That said, a SCOTUS decision did say that the Feds can only do this if the restriction is related to the funds being distributed.

Typically, almost any crime you committ can be tried twice (once by the state, and once by the feds). Ordinarily, the Feds do not try the case if the states trial happens and the outcome is sufficient... but from time to time they get involved. The current Recreational Marijuana issues have not been pursued because the DOJ has better things to do, but they can if they want to.

Generally, when this occurs, the Federal Government will sue the state (or the reverse... maybe... depends on why) and if particularly bad it could go up to the Supreme Court. The latest threat of this is the US government threatening suit against California over the state's Net Neutrality law, which the U.S. is likely asserting is illegal because it affects interstate commerce and since the bulk of tech firms are in California, this would essentially be California making law for the entire country.

TL;DR: The options used are generally a lawsuit or taking money that they would give related to that matter away from the states. There is a general presumption that Federal Law will trump state law if both are capable of making laws in the same area, though often the Feds will not persue a federal crime if a state crime is equally satisfying.

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    Congress also funds things under the General Welfare clause, and can put restrictions on things done with Federal funds. This is how the Feds influence public education: that isn't interstate, but they can allocate money by the General Welfare clause. – David Thornley Oct 1 '18 at 16:41
  • Would Real ID count as an instance where the coercion was not directly monetary? In that case, rather than reduction of funding, the stick is curtailing residents' ability to use their state-issued drivers' licenses or identification cards to pass through airport security or to gain access to certain federal facilities. – phoog Oct 1 '18 at 18:53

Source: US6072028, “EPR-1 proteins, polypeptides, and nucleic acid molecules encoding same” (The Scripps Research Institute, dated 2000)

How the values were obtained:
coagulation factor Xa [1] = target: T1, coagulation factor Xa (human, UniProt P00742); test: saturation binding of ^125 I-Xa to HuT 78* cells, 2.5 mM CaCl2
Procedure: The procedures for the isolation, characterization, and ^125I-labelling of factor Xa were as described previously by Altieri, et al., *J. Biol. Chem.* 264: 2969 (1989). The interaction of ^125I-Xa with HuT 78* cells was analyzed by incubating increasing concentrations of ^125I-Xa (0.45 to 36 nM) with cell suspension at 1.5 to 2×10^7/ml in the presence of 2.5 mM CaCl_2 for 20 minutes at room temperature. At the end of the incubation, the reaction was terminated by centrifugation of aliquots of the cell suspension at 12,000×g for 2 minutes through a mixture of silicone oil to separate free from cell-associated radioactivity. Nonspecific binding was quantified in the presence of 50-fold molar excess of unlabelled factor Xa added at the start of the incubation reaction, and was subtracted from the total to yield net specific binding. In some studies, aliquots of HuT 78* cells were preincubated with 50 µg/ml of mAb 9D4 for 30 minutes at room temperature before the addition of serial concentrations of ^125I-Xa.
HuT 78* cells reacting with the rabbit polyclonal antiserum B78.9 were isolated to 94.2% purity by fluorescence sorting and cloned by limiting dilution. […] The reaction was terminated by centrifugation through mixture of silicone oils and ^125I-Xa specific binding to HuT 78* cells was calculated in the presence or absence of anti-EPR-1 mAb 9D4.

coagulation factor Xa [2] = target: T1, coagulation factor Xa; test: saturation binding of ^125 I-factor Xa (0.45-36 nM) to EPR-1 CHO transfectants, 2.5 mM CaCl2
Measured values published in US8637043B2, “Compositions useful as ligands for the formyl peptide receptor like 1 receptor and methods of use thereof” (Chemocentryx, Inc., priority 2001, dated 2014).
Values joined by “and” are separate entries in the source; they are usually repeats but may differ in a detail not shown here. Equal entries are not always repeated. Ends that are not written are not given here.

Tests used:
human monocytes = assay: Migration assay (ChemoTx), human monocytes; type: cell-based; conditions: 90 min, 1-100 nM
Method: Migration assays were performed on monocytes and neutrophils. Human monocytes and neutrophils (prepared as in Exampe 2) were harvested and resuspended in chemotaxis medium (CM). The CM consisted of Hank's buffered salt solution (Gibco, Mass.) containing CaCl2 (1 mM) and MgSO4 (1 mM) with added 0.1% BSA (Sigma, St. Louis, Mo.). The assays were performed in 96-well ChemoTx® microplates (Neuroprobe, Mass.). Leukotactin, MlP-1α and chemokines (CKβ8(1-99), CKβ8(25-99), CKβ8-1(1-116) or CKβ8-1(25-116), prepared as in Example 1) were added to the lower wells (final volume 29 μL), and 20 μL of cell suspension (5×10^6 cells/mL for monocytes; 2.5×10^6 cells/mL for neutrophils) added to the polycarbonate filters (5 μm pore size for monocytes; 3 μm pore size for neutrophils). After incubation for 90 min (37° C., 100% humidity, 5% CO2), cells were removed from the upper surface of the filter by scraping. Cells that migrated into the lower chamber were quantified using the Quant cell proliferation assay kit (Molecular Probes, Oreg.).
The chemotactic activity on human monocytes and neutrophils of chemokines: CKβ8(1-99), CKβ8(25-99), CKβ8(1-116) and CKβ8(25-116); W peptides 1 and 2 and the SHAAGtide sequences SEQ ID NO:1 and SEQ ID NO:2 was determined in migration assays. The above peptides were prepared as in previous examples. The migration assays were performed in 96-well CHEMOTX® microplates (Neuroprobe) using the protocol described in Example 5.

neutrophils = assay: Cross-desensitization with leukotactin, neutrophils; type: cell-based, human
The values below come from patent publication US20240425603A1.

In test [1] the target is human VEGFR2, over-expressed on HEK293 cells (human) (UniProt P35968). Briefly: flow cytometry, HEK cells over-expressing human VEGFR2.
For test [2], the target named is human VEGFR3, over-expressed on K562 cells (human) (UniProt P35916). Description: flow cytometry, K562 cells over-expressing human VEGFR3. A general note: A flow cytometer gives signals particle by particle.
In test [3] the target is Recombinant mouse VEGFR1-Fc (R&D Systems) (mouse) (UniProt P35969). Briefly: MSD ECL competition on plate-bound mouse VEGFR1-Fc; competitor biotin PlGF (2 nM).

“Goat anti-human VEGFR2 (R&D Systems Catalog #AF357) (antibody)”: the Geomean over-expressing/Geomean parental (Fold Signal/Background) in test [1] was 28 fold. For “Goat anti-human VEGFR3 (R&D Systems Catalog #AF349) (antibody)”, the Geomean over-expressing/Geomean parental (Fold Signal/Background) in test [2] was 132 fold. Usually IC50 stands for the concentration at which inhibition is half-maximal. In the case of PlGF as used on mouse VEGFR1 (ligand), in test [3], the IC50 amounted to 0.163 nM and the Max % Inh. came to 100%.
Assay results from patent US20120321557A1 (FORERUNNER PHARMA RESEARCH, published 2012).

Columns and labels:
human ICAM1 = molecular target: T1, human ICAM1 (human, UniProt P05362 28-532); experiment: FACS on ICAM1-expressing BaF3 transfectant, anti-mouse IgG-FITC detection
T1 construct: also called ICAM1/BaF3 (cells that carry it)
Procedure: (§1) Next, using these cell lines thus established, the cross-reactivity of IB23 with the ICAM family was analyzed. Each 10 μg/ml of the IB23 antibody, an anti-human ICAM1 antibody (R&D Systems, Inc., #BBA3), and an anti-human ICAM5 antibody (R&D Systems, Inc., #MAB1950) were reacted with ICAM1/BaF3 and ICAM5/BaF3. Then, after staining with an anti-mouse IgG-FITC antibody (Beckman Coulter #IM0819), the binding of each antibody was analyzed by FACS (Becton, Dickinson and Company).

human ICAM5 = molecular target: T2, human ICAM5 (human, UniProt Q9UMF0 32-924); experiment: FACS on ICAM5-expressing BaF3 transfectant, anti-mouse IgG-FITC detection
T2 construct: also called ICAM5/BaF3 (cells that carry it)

• @phoog: All Federal Facilities. One of the hallmarks pointed out here is you can just walk into congress and wait in a congress person's office until he or she can see you (Hint: It's best to try YOUR congress folks). Anyway, there are a few challenges on the matter but I don't know how much up the chain it has gone. – hszmv Oct 1 '18 at 19:54
  • No, not all federal facilities require identification to enter, and the law does not restrict people's ability to enter those that do not. – phoog Oct 1 '18 at 20:20
  • 18 USC 7(3) also gives the federal government control over many of its own facilities through special territorial jurisdiction. – aidanh010 Oct 1 '18 at 21:23
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It is incorrect to say that "[US States] can create their own laws to govern their own people. Federal government makes laws that control the interaction between states, and insures that constitution is upheld."

In addition to US federal control over interstate commerce (which courts have interpreted quite broadly) there are other sources of authority in the US Federal Constitution which allow the US Federal government to pass and enforce laws that directly make individuals liable for intrastate activity. For example, the constitution grants Federal power "to coin money" and "to emit bills of credit", and thus Federal statutes define and punish counterfeiting, and no state laws are needed to do so.

Similarly the assessment and collections of customs and federal taxes is a direct federal function, with no state laws needed, even though this acts directly on individuals in the various states.

The federal government has passed many laws regulating banking, stock, and other financial institutions. These again are enforced directly on individuals and firms, without any state law being required. There are many other similar forms of direct federal regulation.

States generally may not pass laws which relieve individuals within the state of obligations under federal law (unless the federal law so provides, which some do). States may not obstruct the enforcement of federal law, but are not required to assist in such enforcement. If a state tried to do so, a federal injunction might be issued, prohibiting such actions. This device was sometimes used when stated attempted to obstruct the enforcement of federal civil rights laws in the 1960s and 1970s for example. Exactly what constitutes "obstruction" in specific circumstances is a point debated in court cases.